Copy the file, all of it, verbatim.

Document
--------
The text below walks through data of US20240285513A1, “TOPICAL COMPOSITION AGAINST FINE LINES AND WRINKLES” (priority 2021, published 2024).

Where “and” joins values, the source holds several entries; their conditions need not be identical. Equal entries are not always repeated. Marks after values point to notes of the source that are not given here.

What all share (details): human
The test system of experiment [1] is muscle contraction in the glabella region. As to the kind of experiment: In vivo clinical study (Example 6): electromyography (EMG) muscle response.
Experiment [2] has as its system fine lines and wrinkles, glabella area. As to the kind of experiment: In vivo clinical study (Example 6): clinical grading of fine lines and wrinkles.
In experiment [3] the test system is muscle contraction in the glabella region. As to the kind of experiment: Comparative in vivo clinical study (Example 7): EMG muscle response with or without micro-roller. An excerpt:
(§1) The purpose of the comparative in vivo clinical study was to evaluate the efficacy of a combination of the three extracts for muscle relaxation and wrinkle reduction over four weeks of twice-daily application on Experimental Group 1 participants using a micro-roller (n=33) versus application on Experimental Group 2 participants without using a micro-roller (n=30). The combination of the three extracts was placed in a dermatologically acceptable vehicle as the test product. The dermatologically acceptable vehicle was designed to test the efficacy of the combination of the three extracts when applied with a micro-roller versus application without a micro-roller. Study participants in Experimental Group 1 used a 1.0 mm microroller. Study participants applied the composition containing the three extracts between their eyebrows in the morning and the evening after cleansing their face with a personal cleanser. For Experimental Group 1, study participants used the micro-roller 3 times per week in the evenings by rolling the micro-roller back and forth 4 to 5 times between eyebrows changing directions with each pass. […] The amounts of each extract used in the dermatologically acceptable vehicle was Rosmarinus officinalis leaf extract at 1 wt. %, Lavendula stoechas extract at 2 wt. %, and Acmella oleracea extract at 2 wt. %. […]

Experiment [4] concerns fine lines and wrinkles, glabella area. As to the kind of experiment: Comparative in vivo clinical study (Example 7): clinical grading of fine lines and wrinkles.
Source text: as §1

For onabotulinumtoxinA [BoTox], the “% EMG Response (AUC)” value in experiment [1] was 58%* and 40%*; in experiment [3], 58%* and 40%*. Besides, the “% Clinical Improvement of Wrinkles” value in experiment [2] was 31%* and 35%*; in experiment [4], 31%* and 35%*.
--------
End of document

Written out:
The text below walks through data of US20240285513A1, “TOPICAL COMPOSITION AGAINST FINE LINES AND WRINKLES” (priority 2021, published 2024).

Where “and” joins values, the source holds several entries; their conditions need not be identical. Equal entries are not always repeated. Marks after values point to notes of the source that are not given here.

What all share (details): human
The test system of experiment [1] is muscle contraction in the glabella region. As to the kind of experiment: In vivo clinical study (Example 6): electromyography (EMG) muscle response.
Experiment [2] has as its system fine lines and wrinkles, glabella area. As to the kind of experiment: In vivo clinical study (Example 6): clinical grading of fine lines and wrinkles.
In experiment [3] the test system is muscle contraction in the glabella region. As to the kind of experiment: Comparative in vivo clinical study (Example 7): EMG muscle response with or without micro-roller. An excerpt:
(§1) The purpose of the comparative in vivo clinical study was to evaluate the efficacy of a combination of the three extracts for muscle relaxation and wrinkle reduction over four weeks of twice-daily application on Experimental Group 1 participants using a micro-roller (n=33) versus application on Experimental Group 2 participants without using a micro-roller (n=30). The combination of the three extracts was placed in a dermatologically acceptable vehicle as the test product. The dermatologically acceptable vehicle was designed to test the efficacy of the combination of the three extracts when applied with a micro-roller versus application without a micro-roller. Study participants in Experimental Group 1 used a 1.0 mm microroller. Study participants applied the composition containing the three extracts between their eyebrows in the morning and the evening after cleansing their face with a personal cleanser. For Experimental Group 1, study participants used the micro-roller 3 times per week in the evenings by rolling the micro-roller back and forth 4 to 5 times between eyebrows changing directions with each pass. […] The amounts of each extract used in the dermatologically acceptable vehicle was Rosmarinus officinalis leaf extract at 1 wt. %, Lavendula stoechas extract at 2 wt. %, and Acmella oleracea extract at 2 wt. %. […]

Experiment [4] concerns fine lines and wrinkles, glabella area. As to the kind of experiment: Comparative in vivo clinical study (Example 7): clinical grading of fine lines and wrinkles.
Source text: as §1

For onabotulinumtoxinA [BoTox], the “% EMG Response (AUC)” value in experiment [1] was 58%* and 40%*; in experiment [3], 58%* and 40%*. Besides, the “% Clinical Improvement of Wrinkles” value in experiment [2] was 31%* and 35%*; in experiment [4], 31%* and 35%*.